Learning from Experience.
Every month I plan to conduct an interview with a professional artist. This month’s interview is with Story Artist Tim Hodge, former Disney storyboard artist, director for Veggie Tales, illustrator, author, and college professor. Tim Hodge continues to be a major player in the animated film business. His fingerprints are on several films, and his many credits can be seen on his IMDb page here.
I recently had the pleasure of asking him some of his thoughts about what up-and-coming artists should be aware of if they were to pursue a career in storyboarding or as a concept artist.
A Conversation with Storyboard Artist Tim Hodge
I know you always have your hands in many projects going on at the same time. What are some of the projects you are working on now?
I’m in the middle of a number of things now. I mostly do freelance for a number of different studios. I just finished a storyboard for a Russian studio. I’m working on a couple of episodes for a production called “Masha and the Bear”, which is very popular on youtube around the world and is now starting to gain momentum here in the US. I also did some work for “What’s New Scooby Doo” for Warner Brothers, and some independent studio work. Most of my big stuff I just finished, so now as I wait for new stuff to come in, I finally get to work on some stuff just for me.
That’s quite a list. It’s nice to be staying busy during this pandemic. Some of my students are getting antsy sitting at home. I’m always suggesting ways to keep things light for them, especially when it comes to creating good artwork. What are you doing to stay positive during this quarantine period?
I’m one of the lucky few that’s used to working from home, so it hasn’t been a huge change for me. I’m one of the rarities. I remember when I first started working from home, not being surrounded by people took some getting used to. And now when people are forced into this situation suddenly, and can’t go out to the theater or the grocery store, it can be tough for them. That’s why in March I started three or four times a week, “How to Draw” sessions on instagram and facebook. I was showing kids how to draw Disney, Dreamworks, and Warner Brothers characters. I’m thinking about starting it up again because the audience really liked doing it. I enjoy it because it gives people some relief, and a new channel they could watch for the day. I had some kids and their grandparents from different states join these sessions swapping drawings back and forth. I was just the conduit between them, and that was uplifting for me.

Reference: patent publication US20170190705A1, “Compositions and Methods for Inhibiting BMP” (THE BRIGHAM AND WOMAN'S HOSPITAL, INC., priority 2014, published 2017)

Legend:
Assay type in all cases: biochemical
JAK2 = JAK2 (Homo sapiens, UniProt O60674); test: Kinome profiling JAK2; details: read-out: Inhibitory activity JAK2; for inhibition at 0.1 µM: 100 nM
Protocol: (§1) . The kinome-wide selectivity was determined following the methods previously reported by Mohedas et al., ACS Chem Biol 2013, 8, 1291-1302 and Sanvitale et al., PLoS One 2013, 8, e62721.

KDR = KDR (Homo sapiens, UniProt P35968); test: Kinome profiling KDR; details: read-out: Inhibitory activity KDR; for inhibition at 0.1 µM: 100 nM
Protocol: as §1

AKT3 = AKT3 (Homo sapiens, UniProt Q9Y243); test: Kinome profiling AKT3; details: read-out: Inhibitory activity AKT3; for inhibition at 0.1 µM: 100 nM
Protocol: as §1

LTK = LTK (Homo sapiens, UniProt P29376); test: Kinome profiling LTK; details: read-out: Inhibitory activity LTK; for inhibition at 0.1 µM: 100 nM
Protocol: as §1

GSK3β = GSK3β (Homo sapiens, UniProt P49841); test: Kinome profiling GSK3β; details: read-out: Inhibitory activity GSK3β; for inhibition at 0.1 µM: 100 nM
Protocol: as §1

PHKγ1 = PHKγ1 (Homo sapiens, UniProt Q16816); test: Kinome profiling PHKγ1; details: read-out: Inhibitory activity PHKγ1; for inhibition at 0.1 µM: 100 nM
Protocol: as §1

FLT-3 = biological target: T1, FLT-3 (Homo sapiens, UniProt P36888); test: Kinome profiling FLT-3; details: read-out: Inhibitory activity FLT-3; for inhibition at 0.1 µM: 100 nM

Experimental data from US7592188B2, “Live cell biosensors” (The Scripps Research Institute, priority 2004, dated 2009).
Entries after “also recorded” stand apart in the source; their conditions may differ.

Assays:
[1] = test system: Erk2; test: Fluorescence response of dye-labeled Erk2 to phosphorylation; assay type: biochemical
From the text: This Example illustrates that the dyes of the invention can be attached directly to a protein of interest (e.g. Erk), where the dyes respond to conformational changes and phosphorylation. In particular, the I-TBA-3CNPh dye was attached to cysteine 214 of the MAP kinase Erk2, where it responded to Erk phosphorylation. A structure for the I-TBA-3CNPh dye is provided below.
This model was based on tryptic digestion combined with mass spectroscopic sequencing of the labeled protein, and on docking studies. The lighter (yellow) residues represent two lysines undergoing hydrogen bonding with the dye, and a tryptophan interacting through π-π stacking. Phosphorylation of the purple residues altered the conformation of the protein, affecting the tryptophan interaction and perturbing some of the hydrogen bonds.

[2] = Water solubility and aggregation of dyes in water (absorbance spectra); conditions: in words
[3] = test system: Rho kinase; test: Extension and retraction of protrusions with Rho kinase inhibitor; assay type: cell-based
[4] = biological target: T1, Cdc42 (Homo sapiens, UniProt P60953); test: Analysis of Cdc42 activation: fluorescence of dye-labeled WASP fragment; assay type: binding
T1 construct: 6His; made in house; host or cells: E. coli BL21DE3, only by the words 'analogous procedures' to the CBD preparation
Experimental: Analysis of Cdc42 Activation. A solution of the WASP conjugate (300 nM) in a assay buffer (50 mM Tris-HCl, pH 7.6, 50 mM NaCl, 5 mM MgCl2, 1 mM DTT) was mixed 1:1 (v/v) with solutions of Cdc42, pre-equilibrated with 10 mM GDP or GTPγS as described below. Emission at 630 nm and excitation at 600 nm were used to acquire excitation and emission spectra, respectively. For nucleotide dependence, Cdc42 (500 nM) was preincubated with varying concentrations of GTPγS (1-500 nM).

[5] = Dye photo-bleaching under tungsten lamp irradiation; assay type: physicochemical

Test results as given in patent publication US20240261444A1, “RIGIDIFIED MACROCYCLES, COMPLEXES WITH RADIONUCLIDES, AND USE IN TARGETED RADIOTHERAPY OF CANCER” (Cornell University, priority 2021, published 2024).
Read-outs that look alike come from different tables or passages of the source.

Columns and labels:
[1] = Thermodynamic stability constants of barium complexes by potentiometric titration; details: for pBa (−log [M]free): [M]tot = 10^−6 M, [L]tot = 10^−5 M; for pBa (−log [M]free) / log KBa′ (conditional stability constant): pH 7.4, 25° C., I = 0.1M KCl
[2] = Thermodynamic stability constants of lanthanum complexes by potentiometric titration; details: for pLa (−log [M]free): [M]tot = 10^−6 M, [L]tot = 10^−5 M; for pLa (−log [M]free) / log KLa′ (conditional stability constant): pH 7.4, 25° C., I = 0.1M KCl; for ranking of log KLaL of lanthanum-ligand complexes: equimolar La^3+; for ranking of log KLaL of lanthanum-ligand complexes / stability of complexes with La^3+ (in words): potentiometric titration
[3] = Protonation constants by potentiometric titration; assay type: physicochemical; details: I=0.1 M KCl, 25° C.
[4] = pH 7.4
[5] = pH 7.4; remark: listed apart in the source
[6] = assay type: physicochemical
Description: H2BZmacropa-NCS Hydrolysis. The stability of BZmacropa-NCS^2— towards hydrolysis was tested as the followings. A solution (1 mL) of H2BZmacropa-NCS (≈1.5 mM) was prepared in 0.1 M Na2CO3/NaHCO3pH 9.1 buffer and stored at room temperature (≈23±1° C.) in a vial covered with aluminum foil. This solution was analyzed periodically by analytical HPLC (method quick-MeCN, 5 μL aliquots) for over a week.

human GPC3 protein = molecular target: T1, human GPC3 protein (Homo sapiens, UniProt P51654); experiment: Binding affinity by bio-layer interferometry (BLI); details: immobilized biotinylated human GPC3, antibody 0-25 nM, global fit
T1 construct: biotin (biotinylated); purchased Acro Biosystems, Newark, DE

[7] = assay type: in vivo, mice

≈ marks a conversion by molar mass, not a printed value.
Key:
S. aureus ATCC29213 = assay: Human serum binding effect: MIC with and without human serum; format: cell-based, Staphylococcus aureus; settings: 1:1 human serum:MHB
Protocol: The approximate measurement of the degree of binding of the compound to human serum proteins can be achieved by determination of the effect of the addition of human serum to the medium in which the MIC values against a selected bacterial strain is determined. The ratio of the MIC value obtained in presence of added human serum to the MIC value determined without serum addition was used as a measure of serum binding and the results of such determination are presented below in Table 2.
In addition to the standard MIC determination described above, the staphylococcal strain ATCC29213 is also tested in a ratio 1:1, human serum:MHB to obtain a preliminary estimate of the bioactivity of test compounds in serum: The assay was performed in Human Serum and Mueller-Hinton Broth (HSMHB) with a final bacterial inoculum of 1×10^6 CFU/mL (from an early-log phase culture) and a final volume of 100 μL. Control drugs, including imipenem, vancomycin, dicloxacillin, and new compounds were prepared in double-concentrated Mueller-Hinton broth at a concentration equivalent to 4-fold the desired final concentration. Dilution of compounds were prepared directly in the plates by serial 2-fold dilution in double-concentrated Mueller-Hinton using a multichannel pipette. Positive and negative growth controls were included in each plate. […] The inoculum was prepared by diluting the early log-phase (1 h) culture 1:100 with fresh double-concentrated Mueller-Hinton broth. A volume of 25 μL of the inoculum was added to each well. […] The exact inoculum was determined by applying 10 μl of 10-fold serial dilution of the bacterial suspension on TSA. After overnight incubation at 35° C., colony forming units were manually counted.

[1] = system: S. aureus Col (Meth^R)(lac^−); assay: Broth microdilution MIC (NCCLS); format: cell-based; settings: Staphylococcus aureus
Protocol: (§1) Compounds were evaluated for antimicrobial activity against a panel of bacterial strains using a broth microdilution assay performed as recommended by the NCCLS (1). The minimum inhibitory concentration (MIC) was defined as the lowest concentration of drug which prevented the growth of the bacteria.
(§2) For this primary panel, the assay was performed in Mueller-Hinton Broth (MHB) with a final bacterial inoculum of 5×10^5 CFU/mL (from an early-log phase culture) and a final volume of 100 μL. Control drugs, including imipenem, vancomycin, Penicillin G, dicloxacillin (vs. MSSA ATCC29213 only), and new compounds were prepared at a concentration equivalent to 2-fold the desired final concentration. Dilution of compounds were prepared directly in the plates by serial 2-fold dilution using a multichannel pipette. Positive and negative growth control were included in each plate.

What a great idea. I hope you do start that up again. I try to keep my students laughing by suggesting art games to play, like pass the drawing, or What can you make from this shape?
Yea, I love those games. Where you make a squiggle and pass it to someone and see if they could make something out of it. That reminds me of my upcoming course, “Drawing Cartoon Mythical Creatures” I created a dice game for a “mix and match” section of my lesson.
You were telling me that the college where you teach, Lipscomb University in Tennessee, is currently doing Zoom classes but will be returning to regular classes in the fall. As a college professor, what do you look for in a portfolio for students interested in story?
You know I was on the review board when I worked at the Disney Feature Animation Studio, and now when I’m looking at portfolios for the college level, it’s pretty much the same requirements. We’re looking for quality life drawing, action poses, and good solid drawing. I come across lots of students who want to get into animation but don’t have good drawing skills. I guess they think that because it’s cartoony that you don’t have to draw that well. But you absolutely do.
For Storyboarding class, I especially look for poses that can tell emotion, tell an attitude, and ultimately tell a story in one or two drawings. Not that it has to have a plot. I just want to see what’s going on inside a character’s head, whether it’s a cartoon character or a life drawing.
When I was in school, everyone wanted to be a director. Now it seems that most of my students dream of pursuing a career as a concept artist. A career in this field requires a mastery in many disciplines. What advice would you give to these up-and-coming artists?
People want to do this for a couple of reasons. One: It’s one of few job positions where you are still drawing. Animation is so much 3D and you’re using a mouse and a keyboard. Concept art is still painting, even if it’s done digitally, so you get to use those hand skills. On the other side is that you get to do more of that exploratory work. You’re digging into your imagination. You are not necessarily having a job where you’re doing what’s handed to you. If you get a scene in animation, you have to draw the character like everybody else draws and follow the prescribed director notes. But the concept artist is always exploring. It’s probably the most self-fulfilling part of the film production food chain.